DA: I am always confused by who works for who on the ship. Do you work for BAS?
MG: Yes, I work for BAS, joined BAS 20 years ago. I have sailed on the Bransfield (which has been replaced by Shackleton), the JCR and the Shackleton as the Radio Officer. The terminology and the rules for that has changed since, my job is called the ETO: Electric Technical Officer.
DA: What does an ETO do?
MG: My prime role is to look after the radio station, Global Maritime Distress Safety Services (GMDSS). Emergency communications constitute my primary role, but it is tiny given the other tasks I have to do. I look after all the navigation equipment; the radar, GPS etc. Then I do the regular communications – on one of the last ice stations we had I talked to the Twin Otter airplane, that was a treat. That doesn’t happen often. In the old days, we would have radio communications 3 times a day with the bases, but not anymore. I also take care of washing machines and dryers.
DA: Yesterday we heard that we passed a cruise ship in distress. Is this true?
MG: We didn’t really pass it; it was ahead of us. We didn’t get any distress calls from the cruise ship either because due to the impact of the high seas, their communication system temporarily broke down. We know about this because someone’s wife (someone who is on board) works in the cruise industry thats how we heard about it. But if they were able to send a distress call, we would have received it.
DA: Is true that the day before, we passed a Russian spy ship, which was all white?
MG: No! We passed “a cruise ship who used to work for the Russian Government” !! It’s called Akademik Ioffe – she USED TO work for the Russian Government looking for NATO submarines but now does private Arctic and Antarctic cruises.
DA: Did you start sailing right away when you joined BAS?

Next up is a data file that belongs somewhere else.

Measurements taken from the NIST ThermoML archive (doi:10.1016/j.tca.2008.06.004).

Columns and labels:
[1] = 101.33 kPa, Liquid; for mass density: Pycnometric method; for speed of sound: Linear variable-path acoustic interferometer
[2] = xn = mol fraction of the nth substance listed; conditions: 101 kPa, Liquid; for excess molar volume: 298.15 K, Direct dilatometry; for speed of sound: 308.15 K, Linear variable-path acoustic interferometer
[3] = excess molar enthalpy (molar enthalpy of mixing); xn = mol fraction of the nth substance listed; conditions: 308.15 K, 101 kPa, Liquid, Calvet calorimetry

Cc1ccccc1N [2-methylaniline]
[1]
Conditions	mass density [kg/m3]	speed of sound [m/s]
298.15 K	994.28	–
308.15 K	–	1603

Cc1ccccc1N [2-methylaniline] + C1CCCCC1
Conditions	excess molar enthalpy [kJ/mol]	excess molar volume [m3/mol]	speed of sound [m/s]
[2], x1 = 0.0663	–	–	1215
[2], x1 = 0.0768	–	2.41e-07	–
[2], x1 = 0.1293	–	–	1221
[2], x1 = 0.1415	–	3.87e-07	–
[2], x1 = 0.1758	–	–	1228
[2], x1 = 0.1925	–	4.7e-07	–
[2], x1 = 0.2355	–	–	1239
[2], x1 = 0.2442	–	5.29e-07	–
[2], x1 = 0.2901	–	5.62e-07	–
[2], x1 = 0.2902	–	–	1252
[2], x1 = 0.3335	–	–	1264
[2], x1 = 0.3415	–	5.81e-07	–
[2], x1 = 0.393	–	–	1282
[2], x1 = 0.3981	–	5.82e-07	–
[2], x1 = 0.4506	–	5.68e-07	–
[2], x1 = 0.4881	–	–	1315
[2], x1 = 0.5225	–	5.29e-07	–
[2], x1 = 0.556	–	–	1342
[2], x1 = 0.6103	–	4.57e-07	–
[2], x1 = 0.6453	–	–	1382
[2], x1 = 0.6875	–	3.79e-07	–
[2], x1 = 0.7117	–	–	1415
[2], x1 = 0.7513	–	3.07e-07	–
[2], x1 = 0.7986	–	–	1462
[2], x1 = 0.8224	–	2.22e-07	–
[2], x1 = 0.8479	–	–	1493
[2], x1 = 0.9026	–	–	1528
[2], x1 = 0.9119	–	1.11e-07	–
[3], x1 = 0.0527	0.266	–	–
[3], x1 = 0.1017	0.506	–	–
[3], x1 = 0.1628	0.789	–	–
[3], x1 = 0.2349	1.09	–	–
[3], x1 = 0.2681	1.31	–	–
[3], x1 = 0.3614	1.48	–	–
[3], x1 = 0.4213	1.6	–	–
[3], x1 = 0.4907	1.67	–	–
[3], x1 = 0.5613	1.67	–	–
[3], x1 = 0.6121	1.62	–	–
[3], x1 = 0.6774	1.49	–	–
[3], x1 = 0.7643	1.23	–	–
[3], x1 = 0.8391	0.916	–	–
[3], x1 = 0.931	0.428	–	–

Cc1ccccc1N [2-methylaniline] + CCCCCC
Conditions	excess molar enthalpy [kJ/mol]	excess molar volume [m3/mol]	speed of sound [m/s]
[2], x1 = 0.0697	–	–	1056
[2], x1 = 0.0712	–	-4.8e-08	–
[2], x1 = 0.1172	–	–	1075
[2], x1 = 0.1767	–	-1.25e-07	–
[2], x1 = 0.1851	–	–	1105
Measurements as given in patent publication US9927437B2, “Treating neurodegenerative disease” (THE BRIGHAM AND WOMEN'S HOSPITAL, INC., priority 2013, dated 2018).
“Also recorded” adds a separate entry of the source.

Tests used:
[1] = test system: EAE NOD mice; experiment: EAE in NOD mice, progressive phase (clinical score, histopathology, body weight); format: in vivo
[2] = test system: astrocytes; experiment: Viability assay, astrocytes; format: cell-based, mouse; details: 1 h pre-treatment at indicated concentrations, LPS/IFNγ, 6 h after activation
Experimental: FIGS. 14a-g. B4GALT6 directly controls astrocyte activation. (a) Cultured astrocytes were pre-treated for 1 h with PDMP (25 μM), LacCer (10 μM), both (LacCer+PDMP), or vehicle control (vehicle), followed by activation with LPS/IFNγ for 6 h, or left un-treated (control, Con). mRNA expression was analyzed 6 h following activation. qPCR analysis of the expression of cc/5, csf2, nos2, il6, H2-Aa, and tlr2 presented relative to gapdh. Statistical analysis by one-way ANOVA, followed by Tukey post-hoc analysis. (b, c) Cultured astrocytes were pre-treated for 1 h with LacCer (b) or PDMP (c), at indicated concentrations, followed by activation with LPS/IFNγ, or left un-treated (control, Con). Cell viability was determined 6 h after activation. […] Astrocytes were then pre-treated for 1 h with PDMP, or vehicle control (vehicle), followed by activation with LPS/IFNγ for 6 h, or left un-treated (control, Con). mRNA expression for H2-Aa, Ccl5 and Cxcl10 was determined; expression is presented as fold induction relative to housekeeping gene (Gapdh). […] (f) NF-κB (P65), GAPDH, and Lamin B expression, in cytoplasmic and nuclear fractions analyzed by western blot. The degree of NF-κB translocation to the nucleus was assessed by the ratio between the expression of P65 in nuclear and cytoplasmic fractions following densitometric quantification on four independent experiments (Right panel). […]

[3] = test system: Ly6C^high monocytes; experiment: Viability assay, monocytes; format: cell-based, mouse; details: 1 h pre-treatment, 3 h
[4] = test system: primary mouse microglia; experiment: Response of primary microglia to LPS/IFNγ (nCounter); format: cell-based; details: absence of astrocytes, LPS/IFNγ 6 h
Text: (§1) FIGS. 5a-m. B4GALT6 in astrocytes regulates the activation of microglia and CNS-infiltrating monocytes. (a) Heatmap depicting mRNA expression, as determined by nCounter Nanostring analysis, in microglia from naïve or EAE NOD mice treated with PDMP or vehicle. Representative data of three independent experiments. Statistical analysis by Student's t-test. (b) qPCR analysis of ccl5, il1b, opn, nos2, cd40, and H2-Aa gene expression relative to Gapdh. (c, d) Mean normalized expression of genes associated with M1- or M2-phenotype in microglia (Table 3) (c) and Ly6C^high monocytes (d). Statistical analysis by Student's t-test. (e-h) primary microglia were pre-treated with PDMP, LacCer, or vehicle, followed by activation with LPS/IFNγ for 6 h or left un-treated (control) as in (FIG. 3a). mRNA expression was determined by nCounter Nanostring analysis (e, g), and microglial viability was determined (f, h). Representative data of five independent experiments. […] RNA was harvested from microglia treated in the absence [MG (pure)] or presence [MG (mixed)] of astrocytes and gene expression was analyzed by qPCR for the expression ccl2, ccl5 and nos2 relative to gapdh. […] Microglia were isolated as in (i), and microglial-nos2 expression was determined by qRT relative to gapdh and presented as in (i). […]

MG: Yes, I first sailed on the Bransfield, did the full tour from September until May. Then you’d go on the JCR for 4 months on, 4 months off for 2 years. Then you’d sail back on the Bransfield to complete this 3-year assignment.
DA: I’m sure you witness a lot of interesting things over the 20 years you have been sailing. What were the most memorable ones?
MG: I was on the Bransfield and got dragged down my bunk early in the morning one day. There were in excess of 100 minke whales in a feeding frenzy at the bow of the vessel! This was in the early 90s. Couple of years ago, around Pine Island Bay, we had another minke whale experience.
There’s another one that was quite memorable. We nearly sank on the JCR one time! I was in here, doing amateur radio and the captain knocked on the door and said: “You might want to stop that”. A big sea water valve had fallen off and now basically there was a hole in the ship and we were filling with water! I think we took in 90 tons of water, but fortunately our engineers are very good and they happened to have a piece of metal with holes drilled in the right place so within an hour we were back to normal. We were 6 miles off Bird Island (where we have a base) and there was a fishing boat nearby, so we did not send any distress calls. I phoned the Shackleton and spoke with them.
DA: What was your degree in when you joined BAS?
MG: I did a 3-year course and main qualification for going to sea as electronics engineering. You also learn M code, 20 words a minute. I did an hour of Morse everyday for 2 years, for practice. I am still that good! Out of the 25,000 contacts I have, only about 200 use Morse. Now the rules have changed too – all the deck officers are required to have radio qualifications. They have to learn how to press this red button!! But when there’s an emergency, the last thing you want is deck officers in the radio room because they should be the ones handling the emergency on the deck, trying to stop the water flow, fire, get people in the life boats etc.
DA: What do you do when you’re not sailing?
MG: What I am told to do!
DA: Do you work another job when you’re off?
MG: No, I have a wife and a teenage daughter who tell what to do! I live near Perth in Scotland, 40 minutes from the nearest city. I like geo-cashing, that is treasure-hunting with a GPS. I like to cycle when I get a chance.


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